Monday, February 19, 2007

The Family that Eats Together...

The sister, S, who is back in town for the CNY festivities, was hankering for some GOOD dim sum. Crystal Jade would have been our usual choice for dim sum but this being reunion lunch we wanted something a little special. My suggestion of Red Star was vetoed by Mum who was worried that the more traditional approach there might mean "very porky" dim sum (neither she nor S are fond of pork.) A Hong Kong restaurant might be a safer bet, for lighter, perhaps more innovative, dim sum choices. In the end, we plumbed for Lei Garden on the basis that we had all had some spectacular meals there. We theorised that the dim sum, in the hands of such excellent chefs, should be equally spectacular.

After we had settled into our seats, a waitress appeared, bearing duck rolls (braised duck wrapped in bean curd skin and drenched in sauce). We had a plateful of those while we pondered the dim sum menu. Sorry, folks, no pix of those; we were too deep in thought... (Incidentally, the duck rolls were nice but way too salty.)

And then the food started arriving...

marinated pork shanks

S had suggested that we order this, even though really only Dad and I are into pork. However, when the dish arrived, S decided to give it a try and even she thought these were great.

deepfried squid

These appeared courtesy of a wandering waitress. Not exactly dim sum, but squid is hard to turn down and these were nicely done.

har kow (shrimp dumplings)

Har kows are a must-have as far as I am concerned. These were juicy and fairly delicate but not as impressive as the next item.

fu pei quin (bean curd skin wraps)

The fu pei quin were a standout, in my opinion. These were crispy without being oily (well, not significantly oily anyway) and without being cruel to the upper palate. Lovely stuff.

shui jeng pao (crystal dumplings)

These were Mum's favourite - the transparent skin was superbly delicate.

Up to this point, we were enjoying the dim sum, but truth be told, we weren't swept off our feet. And then the soup arrived...

double boiled soup - what's the secret ingredient?

a teeny-weeny quail (and assorted "good stuff")

Trust a Cantonese restaurant to serve up a soup that we will speak of for months to come. This was really the GOOD stuff.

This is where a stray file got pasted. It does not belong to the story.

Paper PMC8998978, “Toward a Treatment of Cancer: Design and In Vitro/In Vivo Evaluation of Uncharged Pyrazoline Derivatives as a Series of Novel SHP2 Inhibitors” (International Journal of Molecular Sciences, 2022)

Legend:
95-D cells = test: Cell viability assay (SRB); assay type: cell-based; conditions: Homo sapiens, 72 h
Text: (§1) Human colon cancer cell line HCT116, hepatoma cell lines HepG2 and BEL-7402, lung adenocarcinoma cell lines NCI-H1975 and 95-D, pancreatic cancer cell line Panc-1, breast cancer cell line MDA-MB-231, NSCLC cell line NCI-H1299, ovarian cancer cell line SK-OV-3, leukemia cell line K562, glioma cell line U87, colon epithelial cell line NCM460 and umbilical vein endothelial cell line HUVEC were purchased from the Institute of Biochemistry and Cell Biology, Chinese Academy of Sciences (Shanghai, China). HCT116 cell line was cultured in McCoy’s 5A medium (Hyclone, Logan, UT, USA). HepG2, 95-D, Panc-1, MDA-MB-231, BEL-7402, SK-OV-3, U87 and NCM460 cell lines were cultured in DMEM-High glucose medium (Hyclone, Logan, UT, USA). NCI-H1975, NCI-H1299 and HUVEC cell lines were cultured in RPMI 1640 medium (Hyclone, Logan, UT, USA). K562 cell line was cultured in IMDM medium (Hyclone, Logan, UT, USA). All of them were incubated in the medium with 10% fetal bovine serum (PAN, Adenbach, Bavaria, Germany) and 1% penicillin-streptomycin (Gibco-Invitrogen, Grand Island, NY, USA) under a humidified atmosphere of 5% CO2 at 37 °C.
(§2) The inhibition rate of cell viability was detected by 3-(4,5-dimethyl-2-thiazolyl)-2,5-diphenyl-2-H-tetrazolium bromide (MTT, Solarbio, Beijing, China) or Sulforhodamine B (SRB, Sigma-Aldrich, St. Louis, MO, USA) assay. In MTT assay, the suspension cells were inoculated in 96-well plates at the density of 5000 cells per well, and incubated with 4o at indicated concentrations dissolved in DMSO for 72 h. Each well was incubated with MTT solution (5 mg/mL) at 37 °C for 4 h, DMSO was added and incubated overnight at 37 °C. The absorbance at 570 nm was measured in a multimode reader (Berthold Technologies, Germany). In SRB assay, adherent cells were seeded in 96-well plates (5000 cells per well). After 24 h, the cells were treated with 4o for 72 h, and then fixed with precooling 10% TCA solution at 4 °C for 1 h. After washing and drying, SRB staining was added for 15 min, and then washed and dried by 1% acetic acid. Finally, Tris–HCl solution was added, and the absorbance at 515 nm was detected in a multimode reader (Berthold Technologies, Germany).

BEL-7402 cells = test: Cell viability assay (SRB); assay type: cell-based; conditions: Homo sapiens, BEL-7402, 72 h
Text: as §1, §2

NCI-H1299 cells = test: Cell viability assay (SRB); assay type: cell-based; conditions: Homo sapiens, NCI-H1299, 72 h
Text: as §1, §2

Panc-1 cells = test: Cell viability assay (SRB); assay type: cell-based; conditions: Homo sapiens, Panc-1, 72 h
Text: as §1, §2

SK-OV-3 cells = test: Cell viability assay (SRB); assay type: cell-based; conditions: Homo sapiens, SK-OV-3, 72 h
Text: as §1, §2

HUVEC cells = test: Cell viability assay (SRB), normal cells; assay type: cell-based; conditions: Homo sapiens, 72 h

chee cheong fun

Sad to say, we didn't think as highly of the pei tan chok or century egg porridge (oops, no pic of this) or the chee cheong fun. The first was so-so and we weren't sure what to make of the latter. The fun itself as a little sticky rather than silky smooth and the chilli-type sauce did not add anything to the experience.

smoked honey glazed duck (at least we think that's what it was, since we barely registered what the wandering waitress had announced)

Then along came the duck to save the day. Although just a tad fatty, the duck was moist and succulent, and the glaze was quite delicious indeed.

At this point, the family was ready to fold (I could have eaten more, but then I always can), so we ordered three desserts to be shared by the four of us.

black glutinous rice with coconut milk and ice cream

almond cream

double boiled dried tomatoes in sugar syrup

Of the three desserts, Mum's verdict was that the almond cream was mediocre, the double boiled dried tomatoes were novel but not that special, and the glutinous rice was good except for the use of canned coconut cream. S and I both liked the double boiled dried tomatoes - kinda like a twist on cheng tng - and Dad just quietly slurped everything up.

To summarise, the meal was good but not great. One of our aunts, a gourmand in her own right, has a way of putting it. If a restaurant is not up to her expectations, she'd say the prices are high, the food not nice to eat, and the carpet is ugly (yao kuai, yao mm ho sek, dei jin yao mm leng...) In this case, the carpet was not as pretty as it could have been. We had come with high hopes and perhaps that was the problem. We still think that Lei Garden is THE place to go for top of the line Cantonese food, but perhaps for its ala carte menu rather than its dim sum. Certainly, at SGD$140 for that lunch, I wouldn't be surprised if Lei Garden finds it hard to compete with Crystal Jade and a host of other mid-range restaurants which offer equally good if not better dim sum at lower prices.

(Steve, think you'll like these pics too...)



Anonymous chloe said...

OMG!! i ate dim sum ALSO! @ YUMCHA // CHINATOWN.

the har kow and pei tan chok there was AWESOMEE (it was buffet, so i ate 3 bowls)



3:55 pm  
Blogger blobbes said...

heh maybe we should have gone to Yumcha huh?

9:06 pm  

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